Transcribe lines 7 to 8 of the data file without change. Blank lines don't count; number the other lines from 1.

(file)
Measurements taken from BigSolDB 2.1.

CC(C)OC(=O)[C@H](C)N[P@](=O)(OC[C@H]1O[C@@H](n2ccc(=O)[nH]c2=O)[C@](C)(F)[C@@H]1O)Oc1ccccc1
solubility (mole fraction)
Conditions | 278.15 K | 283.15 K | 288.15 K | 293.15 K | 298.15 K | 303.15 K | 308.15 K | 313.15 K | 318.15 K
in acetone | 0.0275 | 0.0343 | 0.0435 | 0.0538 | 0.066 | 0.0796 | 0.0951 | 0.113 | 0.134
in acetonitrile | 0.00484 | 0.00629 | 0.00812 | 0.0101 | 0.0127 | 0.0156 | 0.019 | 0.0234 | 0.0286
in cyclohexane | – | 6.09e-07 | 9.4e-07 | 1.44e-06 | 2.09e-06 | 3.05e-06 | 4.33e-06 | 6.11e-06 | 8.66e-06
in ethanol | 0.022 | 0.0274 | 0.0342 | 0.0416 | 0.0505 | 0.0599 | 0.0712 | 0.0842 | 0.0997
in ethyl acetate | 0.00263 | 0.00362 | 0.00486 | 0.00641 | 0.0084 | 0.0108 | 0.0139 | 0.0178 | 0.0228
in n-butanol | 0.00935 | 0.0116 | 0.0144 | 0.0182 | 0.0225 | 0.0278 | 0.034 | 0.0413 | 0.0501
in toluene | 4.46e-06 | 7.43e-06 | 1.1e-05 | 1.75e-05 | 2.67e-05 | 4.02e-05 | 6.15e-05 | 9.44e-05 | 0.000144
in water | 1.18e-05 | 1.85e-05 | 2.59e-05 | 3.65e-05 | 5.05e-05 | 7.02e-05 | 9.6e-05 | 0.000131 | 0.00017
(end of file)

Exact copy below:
in cyclohexane | – | 6.09e-07 | 9.4e-07 | 1.44e-06 | 2.09e-06 | 3.05e-06 | 4.33e-06 | 6.11e-06 | 8.66e-06
in ethanol | 0.022 | 0.0274 | 0.0342 | 0.0416 | 0.0505 | 0.0599 | 0.0712 | 0.0842 | 0.0997